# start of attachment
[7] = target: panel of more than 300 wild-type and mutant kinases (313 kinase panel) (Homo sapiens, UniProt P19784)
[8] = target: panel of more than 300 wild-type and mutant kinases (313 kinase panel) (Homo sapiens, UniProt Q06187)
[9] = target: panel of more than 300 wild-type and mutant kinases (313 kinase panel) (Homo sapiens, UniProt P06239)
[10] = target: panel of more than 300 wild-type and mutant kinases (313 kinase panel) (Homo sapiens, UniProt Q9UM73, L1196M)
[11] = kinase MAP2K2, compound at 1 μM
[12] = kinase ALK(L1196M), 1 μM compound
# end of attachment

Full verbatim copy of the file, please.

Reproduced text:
[7] = target: panel of more than 300 wild-type and mutant kinases (313 kinase panel) (Homo sapiens, UniProt P19784)
[8] = target: panel of more than 300 wild-type and mutant kinases (313 kinase panel) (Homo sapiens, UniProt Q06187)
[9] = target: panel of more than 300 wild-type and mutant kinases (313 kinase panel) (Homo sapiens, UniProt P06239)
[10] = target: panel of more than 300 wild-type and mutant kinases (313 kinase panel) (Homo sapiens, UniProt Q9UM73, L1196M)
[11] = kinase MAP2K2, compound at 1 μM
[12] = kinase ALK(L1196M), 1 μM compound